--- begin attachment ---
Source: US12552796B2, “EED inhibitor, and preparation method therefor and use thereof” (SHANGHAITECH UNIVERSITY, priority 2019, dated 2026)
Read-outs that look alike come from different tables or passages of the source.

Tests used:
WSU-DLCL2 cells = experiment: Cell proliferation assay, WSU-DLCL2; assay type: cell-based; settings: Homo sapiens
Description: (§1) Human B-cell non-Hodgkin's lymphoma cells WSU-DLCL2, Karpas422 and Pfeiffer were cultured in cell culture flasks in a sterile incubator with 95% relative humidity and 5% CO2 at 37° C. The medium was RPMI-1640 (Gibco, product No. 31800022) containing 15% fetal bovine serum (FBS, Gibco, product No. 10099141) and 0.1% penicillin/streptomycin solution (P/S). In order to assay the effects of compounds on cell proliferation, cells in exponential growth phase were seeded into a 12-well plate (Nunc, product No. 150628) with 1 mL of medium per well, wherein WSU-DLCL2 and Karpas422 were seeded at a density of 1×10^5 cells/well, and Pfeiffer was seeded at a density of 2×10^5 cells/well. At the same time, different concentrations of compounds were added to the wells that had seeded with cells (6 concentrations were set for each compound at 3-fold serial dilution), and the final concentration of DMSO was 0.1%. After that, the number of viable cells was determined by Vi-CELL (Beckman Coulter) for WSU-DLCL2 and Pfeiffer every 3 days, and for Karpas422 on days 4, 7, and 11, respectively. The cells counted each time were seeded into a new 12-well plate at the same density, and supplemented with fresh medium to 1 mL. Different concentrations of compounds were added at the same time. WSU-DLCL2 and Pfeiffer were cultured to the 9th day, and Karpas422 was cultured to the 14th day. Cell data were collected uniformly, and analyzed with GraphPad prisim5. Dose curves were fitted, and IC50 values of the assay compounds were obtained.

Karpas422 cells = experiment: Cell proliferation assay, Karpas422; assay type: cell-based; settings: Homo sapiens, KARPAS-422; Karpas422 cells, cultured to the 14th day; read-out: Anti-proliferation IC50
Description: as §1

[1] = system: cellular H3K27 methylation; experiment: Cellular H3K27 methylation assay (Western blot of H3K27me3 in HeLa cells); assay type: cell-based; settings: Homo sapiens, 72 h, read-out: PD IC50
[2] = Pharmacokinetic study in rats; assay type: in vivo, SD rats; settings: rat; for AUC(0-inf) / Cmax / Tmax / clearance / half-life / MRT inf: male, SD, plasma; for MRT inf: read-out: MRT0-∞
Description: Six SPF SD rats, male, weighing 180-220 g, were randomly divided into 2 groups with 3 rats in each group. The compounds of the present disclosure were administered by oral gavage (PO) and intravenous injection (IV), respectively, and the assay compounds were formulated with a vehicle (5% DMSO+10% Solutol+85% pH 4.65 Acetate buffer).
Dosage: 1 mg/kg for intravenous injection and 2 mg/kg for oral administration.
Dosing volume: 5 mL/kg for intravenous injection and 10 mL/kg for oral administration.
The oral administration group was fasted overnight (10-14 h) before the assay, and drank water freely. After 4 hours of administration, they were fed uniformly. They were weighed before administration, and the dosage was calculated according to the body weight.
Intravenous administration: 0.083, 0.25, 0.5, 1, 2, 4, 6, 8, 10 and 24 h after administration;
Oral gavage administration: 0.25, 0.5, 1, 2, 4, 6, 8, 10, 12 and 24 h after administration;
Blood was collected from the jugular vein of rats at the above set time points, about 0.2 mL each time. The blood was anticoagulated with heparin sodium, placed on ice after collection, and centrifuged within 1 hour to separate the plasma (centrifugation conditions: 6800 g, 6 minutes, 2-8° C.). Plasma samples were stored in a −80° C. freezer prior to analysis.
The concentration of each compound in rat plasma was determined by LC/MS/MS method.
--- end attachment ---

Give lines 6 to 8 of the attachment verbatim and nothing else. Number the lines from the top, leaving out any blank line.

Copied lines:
Karpas422 cells = experiment: Cell proliferation assay, Karpas422; assay type: cell-based; settings: Homo sapiens, KARPAS-422; Karpas422 cells, cultured to the 14th day; read-out: Anti-proliferation IC50
Description: as §1

[1] = system: cellular H3K27 methylation; experiment: Cellular H3K27 methylation assay (Western blot of H3K27me3 in HeLa cells); assay type: cell-based; settings: Homo sapiens, 72 h, read-out: PD IC50